plant cells when they are frozen. Plant cells
contain not only water, but also many other
substances like proteins, amino acids, sugars,
and other solutes that actually lower the freezing
temperature and protect the cells against ice
formation (similar to antifreeze in car radiators).
Although pure water freezes at 32 F, a plant
cell may need temperatures down to 26 F or
lower before the cells will freeze and damage
occurs. Different parts of the plant, different
stages of development of the plant, and different
types of plants can have varying levels of these
"antifreeze" compounds that result in a range of
susceptibility to frost. Environmental conditions
such as drought, cold temperatures, heat, etc.,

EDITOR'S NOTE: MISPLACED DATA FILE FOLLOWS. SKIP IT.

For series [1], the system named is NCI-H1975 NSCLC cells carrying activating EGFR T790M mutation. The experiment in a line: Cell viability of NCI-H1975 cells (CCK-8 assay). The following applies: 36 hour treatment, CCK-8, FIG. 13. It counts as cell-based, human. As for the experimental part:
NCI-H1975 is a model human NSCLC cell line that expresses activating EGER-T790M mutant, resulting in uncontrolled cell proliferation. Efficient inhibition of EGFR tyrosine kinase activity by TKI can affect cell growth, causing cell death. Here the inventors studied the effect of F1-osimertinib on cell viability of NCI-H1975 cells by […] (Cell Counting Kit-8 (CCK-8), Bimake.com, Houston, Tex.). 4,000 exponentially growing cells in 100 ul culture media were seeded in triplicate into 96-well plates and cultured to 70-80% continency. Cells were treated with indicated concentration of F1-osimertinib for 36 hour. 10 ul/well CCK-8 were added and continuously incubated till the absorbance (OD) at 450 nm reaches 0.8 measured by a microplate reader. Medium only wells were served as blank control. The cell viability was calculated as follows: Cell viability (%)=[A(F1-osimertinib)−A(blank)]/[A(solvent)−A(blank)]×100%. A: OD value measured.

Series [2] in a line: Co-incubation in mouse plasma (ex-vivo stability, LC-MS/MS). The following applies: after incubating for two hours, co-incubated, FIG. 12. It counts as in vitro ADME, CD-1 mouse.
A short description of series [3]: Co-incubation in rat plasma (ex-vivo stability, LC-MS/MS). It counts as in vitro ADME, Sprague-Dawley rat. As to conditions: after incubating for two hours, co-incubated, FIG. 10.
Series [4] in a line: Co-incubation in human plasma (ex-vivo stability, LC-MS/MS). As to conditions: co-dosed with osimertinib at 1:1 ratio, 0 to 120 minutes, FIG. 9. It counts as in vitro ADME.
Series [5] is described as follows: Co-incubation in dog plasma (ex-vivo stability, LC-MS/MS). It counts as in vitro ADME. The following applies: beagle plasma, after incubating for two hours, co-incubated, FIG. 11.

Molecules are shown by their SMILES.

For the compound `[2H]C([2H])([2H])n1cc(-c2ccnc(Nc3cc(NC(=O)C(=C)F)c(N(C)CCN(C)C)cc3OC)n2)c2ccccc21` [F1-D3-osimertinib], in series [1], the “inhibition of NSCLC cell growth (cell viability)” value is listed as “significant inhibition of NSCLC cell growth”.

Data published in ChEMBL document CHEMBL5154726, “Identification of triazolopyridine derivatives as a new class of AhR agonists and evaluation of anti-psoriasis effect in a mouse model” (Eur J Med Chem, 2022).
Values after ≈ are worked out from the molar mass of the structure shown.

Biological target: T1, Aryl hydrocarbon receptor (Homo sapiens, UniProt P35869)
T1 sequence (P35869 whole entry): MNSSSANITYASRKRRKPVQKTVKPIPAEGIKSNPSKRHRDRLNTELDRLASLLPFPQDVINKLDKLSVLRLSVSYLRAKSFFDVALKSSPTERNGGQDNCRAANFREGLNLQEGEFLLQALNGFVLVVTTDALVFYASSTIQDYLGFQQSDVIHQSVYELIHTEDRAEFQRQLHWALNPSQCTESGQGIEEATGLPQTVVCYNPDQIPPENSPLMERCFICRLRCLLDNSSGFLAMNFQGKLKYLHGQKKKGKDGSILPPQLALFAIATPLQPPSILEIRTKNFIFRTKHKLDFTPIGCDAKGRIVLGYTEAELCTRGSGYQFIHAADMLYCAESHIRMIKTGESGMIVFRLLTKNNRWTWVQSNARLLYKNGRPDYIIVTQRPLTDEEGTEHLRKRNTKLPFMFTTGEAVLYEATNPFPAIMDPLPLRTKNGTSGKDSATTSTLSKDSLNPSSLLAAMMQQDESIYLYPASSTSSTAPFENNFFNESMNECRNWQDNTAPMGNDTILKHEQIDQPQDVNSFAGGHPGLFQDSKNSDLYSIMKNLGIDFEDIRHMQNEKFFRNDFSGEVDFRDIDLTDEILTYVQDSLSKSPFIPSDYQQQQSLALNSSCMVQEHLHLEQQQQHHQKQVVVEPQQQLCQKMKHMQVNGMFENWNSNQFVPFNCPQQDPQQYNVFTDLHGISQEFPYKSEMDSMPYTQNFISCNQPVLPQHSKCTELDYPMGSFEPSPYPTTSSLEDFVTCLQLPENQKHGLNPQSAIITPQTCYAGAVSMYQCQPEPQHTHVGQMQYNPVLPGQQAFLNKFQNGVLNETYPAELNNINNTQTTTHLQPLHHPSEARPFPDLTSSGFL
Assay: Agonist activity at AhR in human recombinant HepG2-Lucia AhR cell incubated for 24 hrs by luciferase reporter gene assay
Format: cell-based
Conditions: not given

can also influence the levels of these
compounds, and thus affect the tolerance to
freezing temperatures. Typically, when a plant
is exposed to a stress factor, including frost, the
plant becomes more hardened, which not only
increases the tolerance to future frost events, but
also increases the tolerance of the plant to

How does frost influence the plant cell? Frost is
basically a water crystal. We all know that
water expands when frozen. The same holds
true inside the plant cell. When the water inside
a plant cell freezes, it expands and upon thawing
the cell is destroyed. Destruction of plant cells
interferes with many things in the plant, but
especially cell to cell transport of nutrients,
water, etc. Essentially, the internal vascular
system is disrupted. This is why an herbicide
application soon after a frost event does not
work as well as applications onto actively
growing, stress-free plants.

The best thing to do if you have TSA and they
have been damaged by frost is to wait until
plants are actively growing. If you need
assistance with the most up to date control
options for TSA, please contact your county

Brent A. Sellers

Journey Herbicide for Bermudagrass Hay